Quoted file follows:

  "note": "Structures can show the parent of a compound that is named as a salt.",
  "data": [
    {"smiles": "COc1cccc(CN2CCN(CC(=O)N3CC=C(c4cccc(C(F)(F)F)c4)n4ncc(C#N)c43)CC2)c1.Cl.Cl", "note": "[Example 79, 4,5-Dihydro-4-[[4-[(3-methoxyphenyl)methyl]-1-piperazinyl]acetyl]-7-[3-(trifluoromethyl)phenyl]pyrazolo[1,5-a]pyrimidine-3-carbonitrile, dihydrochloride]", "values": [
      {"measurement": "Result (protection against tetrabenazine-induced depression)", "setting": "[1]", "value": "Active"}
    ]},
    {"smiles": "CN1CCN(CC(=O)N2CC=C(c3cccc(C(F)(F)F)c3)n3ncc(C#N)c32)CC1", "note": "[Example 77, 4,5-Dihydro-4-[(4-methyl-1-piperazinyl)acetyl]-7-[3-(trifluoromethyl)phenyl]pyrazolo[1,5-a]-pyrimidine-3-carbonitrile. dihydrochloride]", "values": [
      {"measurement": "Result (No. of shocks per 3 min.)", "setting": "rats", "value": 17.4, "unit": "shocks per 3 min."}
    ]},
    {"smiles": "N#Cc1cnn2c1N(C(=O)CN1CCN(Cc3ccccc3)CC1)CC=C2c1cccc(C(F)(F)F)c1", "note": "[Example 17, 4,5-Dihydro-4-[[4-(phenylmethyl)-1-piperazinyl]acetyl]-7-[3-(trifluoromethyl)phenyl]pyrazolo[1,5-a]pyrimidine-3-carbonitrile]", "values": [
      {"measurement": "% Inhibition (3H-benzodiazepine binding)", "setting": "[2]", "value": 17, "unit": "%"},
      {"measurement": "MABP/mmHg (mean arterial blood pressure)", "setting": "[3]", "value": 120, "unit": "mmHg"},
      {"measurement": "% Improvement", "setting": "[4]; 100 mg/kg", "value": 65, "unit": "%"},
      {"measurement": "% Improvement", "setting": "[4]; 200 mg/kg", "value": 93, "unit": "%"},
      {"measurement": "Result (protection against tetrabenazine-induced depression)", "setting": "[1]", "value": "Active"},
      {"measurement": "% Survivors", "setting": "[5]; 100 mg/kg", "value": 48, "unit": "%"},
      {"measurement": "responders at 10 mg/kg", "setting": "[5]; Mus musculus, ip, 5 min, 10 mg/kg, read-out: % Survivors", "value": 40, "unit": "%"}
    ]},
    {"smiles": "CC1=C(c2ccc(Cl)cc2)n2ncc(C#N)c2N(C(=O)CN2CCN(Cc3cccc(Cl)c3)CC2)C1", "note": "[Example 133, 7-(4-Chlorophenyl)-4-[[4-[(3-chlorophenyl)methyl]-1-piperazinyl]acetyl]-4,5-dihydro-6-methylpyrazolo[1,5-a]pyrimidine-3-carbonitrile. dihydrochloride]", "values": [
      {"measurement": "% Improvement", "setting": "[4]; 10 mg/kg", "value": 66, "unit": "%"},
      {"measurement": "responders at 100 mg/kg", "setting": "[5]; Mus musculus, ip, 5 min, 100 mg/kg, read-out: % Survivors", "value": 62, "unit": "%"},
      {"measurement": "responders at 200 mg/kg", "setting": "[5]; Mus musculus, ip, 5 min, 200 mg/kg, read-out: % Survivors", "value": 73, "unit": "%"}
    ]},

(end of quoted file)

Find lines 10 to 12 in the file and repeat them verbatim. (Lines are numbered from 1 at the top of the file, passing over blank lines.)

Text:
      {"measurement": "% Inhibition (3H-benzodiazepine binding)", "setting": "[2]", "value": 17, "unit": "%"},
      {"measurement": "MABP/mmHg (mean arterial blood pressure)", "setting": "[3]", "value": 120, "unit": "mmHg"},
      {"measurement": "% Improvement", "setting": "[4]; 100 mg/kg", "value": 65, "unit": "%"},